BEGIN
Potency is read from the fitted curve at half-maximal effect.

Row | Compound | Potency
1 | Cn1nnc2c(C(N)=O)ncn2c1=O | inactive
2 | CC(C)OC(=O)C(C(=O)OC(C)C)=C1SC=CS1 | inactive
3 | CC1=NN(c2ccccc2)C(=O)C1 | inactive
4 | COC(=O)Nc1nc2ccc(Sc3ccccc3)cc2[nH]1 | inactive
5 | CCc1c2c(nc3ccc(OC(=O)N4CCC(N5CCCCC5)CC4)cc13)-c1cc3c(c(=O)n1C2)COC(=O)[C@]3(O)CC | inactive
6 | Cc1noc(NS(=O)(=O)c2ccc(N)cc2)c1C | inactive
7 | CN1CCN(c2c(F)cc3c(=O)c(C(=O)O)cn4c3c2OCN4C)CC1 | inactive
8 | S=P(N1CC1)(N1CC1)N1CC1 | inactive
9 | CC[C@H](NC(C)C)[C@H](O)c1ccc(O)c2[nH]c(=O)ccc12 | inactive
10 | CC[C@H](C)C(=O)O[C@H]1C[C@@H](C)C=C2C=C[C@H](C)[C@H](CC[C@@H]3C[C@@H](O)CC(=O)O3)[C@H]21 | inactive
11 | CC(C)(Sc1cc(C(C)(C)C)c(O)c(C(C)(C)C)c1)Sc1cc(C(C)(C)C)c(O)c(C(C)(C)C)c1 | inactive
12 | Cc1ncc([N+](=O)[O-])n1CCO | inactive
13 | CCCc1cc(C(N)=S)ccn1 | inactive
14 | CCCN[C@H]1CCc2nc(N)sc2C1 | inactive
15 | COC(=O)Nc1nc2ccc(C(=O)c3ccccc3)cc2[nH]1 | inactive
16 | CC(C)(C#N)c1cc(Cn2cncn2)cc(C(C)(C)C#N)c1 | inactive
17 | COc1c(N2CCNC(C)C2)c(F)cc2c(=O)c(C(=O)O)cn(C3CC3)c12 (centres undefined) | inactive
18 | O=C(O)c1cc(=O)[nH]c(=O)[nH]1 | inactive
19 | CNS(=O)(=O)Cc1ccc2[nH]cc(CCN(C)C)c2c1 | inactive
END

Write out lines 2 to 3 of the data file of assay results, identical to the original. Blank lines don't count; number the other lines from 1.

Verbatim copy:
Row | Compound | Potency
1 | Cn1nnc2c(C(N)=O)ncn2c1=O | inactive